Investigaciones de Historia Económica (IHE) Journal of the Spanish Economic History Association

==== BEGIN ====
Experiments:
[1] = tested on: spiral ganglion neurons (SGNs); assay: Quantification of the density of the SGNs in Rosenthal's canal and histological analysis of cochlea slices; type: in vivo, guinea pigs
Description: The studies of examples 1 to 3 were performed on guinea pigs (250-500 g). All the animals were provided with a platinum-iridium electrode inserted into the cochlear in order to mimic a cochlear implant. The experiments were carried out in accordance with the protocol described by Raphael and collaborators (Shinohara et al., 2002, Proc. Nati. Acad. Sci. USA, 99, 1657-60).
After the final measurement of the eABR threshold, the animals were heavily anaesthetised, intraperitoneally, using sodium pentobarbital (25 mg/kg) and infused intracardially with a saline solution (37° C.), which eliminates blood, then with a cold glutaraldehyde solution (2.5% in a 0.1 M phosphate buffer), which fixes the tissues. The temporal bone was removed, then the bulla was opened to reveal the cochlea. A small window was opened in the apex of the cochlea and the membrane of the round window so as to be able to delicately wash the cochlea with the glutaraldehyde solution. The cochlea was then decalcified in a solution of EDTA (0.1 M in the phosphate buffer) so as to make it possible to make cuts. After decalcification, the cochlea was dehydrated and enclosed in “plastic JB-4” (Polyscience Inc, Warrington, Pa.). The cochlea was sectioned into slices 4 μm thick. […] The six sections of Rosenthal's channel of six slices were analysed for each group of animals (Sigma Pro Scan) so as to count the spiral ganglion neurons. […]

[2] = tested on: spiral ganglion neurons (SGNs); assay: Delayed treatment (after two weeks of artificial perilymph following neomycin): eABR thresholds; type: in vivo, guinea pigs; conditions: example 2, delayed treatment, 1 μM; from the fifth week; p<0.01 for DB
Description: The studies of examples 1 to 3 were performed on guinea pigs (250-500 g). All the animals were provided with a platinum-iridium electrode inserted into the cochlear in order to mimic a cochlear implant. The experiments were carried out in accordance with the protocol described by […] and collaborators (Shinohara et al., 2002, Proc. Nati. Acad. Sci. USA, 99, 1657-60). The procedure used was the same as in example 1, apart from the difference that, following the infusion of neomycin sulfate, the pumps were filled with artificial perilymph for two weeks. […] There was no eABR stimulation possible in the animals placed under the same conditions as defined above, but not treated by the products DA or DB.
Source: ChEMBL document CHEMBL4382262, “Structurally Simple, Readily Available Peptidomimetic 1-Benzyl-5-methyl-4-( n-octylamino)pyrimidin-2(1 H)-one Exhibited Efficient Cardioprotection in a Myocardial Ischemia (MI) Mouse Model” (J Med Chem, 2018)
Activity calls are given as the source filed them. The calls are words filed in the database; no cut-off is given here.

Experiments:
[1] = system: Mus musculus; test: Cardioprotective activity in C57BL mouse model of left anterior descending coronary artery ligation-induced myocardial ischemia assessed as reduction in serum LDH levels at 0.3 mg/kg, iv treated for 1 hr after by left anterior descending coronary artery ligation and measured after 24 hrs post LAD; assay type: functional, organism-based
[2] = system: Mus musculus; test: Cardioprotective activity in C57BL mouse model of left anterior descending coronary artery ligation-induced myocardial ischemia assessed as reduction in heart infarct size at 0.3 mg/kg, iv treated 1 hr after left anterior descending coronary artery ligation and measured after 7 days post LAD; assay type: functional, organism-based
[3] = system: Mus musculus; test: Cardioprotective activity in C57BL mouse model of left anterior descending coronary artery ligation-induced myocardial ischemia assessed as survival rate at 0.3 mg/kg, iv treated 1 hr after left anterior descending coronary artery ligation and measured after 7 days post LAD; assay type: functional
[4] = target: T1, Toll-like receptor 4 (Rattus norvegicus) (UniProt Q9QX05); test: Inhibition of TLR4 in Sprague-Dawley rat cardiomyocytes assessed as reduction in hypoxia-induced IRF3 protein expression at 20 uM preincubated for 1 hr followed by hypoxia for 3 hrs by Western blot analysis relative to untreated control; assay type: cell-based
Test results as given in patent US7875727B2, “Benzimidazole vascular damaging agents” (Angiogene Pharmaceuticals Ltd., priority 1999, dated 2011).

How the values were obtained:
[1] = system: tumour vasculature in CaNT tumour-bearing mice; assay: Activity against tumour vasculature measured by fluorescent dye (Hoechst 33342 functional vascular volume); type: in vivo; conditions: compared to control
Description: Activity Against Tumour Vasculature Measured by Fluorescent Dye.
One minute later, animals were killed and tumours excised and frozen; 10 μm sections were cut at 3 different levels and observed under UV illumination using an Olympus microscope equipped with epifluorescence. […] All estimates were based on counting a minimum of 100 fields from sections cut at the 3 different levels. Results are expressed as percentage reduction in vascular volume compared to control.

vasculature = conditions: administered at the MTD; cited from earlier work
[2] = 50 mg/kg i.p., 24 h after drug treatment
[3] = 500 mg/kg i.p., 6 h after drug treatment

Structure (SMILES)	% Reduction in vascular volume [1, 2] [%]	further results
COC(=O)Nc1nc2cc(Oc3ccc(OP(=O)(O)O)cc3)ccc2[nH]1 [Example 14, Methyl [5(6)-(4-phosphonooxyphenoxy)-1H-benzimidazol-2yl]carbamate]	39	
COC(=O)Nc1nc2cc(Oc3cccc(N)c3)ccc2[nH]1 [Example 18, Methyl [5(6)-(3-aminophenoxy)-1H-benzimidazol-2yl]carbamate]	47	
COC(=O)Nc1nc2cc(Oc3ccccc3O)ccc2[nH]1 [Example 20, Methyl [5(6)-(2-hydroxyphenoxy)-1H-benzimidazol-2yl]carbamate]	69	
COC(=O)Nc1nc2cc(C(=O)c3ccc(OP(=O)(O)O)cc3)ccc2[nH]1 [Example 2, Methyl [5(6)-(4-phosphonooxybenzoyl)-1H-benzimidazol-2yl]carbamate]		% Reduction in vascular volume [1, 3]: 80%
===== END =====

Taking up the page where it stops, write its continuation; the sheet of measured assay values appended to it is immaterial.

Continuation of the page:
During the 1920s, the Colombian economy experienced the highest growth rate in its history. The economic reforms of 1923 (central bank, gold standard, banking legislation, fiscal reorganization), a coffee boom, and an unprecedented influx of foreign capital were the driving forces behind this success. The loans obtained by 1929 amounted to 257 million dollars. Those funds were used mainly to build much needed infrastructure, particularly railroads. In this paper, we estimate the rates of return of the investments made in Colombian railroads during the period 1924–1950. We consider that Colombia ended up paying only around 85% of the loans obtained in the 1920s, owing to the suspension of foreign debt payments; as a result, the profitability in the construction of railways was higher. The rates of return on the railroads constructed and extended in the 1920s are comparable to those obtained for European countries in the nineteenth century.